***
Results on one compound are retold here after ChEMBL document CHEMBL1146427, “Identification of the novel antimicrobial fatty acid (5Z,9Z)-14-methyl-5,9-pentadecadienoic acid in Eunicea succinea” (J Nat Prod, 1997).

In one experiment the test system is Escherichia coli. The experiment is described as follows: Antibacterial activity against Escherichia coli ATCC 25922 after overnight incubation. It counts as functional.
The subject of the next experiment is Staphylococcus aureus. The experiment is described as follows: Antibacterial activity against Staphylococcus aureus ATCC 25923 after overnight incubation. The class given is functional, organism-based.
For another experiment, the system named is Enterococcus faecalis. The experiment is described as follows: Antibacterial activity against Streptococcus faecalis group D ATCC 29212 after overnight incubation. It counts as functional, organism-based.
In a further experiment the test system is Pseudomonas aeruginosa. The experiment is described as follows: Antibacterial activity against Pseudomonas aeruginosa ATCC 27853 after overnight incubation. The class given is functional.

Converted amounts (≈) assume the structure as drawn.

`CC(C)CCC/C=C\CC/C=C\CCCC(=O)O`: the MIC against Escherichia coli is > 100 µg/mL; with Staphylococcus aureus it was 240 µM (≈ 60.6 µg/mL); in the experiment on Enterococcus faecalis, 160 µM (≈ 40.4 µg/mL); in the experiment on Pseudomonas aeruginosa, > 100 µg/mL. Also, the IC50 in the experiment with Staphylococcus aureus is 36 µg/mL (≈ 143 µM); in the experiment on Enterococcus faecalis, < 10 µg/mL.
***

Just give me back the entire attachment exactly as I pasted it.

Results on one compound are retold here after ChEMBL document CHEMBL1146427, “Identification of the novel antimicrobial fatty acid (5Z,9Z)-14-methyl-5,9-pentadecadienoic acid in Eunicea succinea” (J Nat Prod, 1997).

In one experiment the test system is Escherichia coli. The experiment is described as follows: Antibacterial activity against Escherichia coli ATCC 25922 after overnight incubation. It counts as functional.
The subject of the next experiment is Staphylococcus aureus. The experiment is described as follows: Antibacterial activity against Staphylococcus aureus ATCC 25923 after overnight incubation. The class given is functional, organism-based.
For another experiment, the system named is Enterococcus faecalis. The experiment is described as follows: Antibacterial activity against Streptococcus faecalis group D ATCC 29212 after overnight incubation. It counts as functional, organism-based.
In a further experiment the test system is Pseudomonas aeruginosa. The experiment is described as follows: Antibacterial activity against Pseudomonas aeruginosa ATCC 27853 after overnight incubation. The class given is functional.

Converted amounts (≈) assume the structure as drawn.

`CC(C)CCC/C=C\CC/C=C\CCCC(=O)O`: the MIC against Escherichia coli is > 100 µg/mL; with Staphylococcus aureus it was 240 µM (≈ 60.6 µg/mL); in the experiment on Enterococcus faecalis, 160 µM (≈ 40.4 µg/mL); in the experiment on Pseudomonas aeruginosa, > 100 µg/mL. Also, the IC50 in the experiment with Staphylococcus aureus is 36 µg/mL (≈ 143 µM); in the experiment on Enterococcus faecalis, < 10 µg/mL.